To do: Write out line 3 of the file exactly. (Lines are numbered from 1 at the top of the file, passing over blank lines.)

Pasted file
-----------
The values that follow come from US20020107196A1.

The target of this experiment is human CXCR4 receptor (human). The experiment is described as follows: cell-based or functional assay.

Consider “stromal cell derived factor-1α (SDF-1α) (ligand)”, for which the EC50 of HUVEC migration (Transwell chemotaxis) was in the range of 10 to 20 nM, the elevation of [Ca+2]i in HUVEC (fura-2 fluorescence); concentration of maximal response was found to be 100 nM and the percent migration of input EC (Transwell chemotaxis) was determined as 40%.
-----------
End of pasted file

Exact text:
Consider “stromal cell derived factor-1α (SDF-1α) (ligand)”, for which the EC50 of HUVEC migration (Transwell chemotaxis) was in the range of 10 to 20 nM, the elevation of [Ca+2]i in HUVEC (fura-2 fluorescence); concentration of maximal response was found to be 100 nM and the percent migration of input EC (Transwell chemotaxis) was determined as 40%.